Perhaps because they’re untouched by humans, desolate places can be some of the most beautiful. Beechey Island is one such example. From its steep snow-capped cliffs to its sharp shale beaches meeting the rounded cove of turquoise water, it’s a destination demanding respect. It’s certainly a pretty place, but the first impression it gives off is a palpable sense of sadness.
Upon landing on Beechey Island, one’s eyes are immediately drawn to the highest point on the beach. It’s not a grove of trees or a welcome sign. It’s a row of tombstones. They mark the graves of a few men from John Franklin’s unsuccessful expedition to find the Northwest Passage in 1845. All 130 crewmembers and their captains perished, mostly from starvation and illness, not far from this spot. It’s easy to imagine the skeletal remains, forlorn and frozen, scattered around Starvation Cove.
“This was where the rescue crew left supplies in case Franklin’s men were alive and returned to where they had wintered,” said Hector Williams, the Crystal Cruises historian who guided guests on their unexpected adventure—a visit to Beechey Island. He pointed to what remained of a building’s foundation. Rusted cans and rotted wooden planks littered the ground. “The men never arrived, and bears broke in and stole most of the supplies,” Edgar continued. “We know it was bears because they ate everything but left the jugs of rum untouched.”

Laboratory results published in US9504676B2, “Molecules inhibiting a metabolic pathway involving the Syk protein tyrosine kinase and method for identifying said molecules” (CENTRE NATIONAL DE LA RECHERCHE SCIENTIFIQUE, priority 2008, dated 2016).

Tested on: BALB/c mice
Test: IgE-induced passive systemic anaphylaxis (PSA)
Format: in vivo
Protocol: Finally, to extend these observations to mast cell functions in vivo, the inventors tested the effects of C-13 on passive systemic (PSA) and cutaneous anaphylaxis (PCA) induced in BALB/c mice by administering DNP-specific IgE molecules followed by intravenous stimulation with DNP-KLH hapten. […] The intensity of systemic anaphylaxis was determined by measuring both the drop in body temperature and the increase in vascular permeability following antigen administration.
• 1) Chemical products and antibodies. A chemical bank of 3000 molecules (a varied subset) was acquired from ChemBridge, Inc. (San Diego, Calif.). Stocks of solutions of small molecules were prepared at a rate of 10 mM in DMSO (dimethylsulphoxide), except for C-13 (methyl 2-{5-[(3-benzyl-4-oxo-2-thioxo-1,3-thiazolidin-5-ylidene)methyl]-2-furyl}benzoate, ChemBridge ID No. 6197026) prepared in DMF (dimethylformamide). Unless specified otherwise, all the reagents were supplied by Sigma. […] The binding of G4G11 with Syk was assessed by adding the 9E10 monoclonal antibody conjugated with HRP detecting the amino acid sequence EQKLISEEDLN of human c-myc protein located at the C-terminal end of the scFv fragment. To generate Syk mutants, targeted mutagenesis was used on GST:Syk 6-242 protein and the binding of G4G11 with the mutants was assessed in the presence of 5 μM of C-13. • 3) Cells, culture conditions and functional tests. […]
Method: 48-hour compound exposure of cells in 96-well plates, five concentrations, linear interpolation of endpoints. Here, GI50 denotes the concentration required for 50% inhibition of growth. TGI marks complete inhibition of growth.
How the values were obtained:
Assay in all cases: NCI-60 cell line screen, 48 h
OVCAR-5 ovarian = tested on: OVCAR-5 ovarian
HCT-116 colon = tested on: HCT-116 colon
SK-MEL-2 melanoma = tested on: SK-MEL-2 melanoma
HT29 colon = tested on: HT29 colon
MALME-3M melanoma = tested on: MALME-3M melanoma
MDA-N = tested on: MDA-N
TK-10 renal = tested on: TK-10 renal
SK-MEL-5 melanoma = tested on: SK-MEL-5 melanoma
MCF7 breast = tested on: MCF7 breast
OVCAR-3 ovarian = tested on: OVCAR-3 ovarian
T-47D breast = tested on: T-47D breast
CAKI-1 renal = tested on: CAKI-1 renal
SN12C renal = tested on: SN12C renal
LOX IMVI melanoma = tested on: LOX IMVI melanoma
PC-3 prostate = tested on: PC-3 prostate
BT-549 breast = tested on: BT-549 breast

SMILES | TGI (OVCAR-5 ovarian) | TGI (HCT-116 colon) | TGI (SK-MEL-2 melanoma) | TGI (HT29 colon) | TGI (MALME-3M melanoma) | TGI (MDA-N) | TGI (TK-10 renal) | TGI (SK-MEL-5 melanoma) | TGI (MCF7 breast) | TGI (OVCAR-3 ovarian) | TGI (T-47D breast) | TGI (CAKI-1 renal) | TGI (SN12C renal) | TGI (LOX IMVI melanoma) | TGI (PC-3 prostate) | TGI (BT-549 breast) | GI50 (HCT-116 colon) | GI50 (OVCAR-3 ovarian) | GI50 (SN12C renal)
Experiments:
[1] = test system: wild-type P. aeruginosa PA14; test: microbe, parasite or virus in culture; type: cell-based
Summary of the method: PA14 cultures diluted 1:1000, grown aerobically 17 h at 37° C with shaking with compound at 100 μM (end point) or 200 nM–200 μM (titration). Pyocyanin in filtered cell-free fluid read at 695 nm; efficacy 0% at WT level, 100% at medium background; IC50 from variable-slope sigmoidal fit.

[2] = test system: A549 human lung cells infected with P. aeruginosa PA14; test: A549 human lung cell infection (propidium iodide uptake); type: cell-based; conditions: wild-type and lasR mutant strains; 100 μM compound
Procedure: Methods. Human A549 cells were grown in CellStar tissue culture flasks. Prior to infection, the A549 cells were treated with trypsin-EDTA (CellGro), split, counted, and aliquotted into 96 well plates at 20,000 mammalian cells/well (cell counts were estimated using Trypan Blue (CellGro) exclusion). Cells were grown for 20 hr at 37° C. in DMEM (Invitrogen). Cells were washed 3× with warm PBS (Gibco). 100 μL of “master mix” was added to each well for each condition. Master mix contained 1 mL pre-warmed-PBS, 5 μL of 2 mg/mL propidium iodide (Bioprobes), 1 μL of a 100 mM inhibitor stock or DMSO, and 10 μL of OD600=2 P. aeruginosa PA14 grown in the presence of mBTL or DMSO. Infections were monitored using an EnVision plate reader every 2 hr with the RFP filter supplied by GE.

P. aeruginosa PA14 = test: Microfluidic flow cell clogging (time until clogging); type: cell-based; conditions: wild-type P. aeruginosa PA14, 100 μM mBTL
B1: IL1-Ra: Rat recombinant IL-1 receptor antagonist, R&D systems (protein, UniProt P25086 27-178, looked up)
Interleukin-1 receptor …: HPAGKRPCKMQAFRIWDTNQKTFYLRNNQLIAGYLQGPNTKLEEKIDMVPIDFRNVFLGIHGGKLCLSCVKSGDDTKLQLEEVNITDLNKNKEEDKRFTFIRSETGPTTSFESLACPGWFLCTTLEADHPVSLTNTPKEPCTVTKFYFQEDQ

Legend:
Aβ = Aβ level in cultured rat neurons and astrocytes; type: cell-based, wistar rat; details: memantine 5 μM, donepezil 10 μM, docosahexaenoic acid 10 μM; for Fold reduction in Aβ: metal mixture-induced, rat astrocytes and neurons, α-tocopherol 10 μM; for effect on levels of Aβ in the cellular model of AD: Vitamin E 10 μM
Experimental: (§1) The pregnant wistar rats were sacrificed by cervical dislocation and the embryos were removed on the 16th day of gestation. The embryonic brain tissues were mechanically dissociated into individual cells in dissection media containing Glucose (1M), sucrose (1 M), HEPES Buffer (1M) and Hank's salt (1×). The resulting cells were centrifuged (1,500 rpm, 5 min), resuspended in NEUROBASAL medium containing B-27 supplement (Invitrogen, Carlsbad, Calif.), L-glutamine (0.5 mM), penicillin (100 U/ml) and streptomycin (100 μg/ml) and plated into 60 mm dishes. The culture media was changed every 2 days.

“It was an incredibly moving experience,” remarked one guest as she got off the after her morning visit. Like the rest of the guests in her zodiac. Snow began to fall by the afternoon and Crystal Serenity sailed on. In the background, Beechey Island looked as beautiful as ever.
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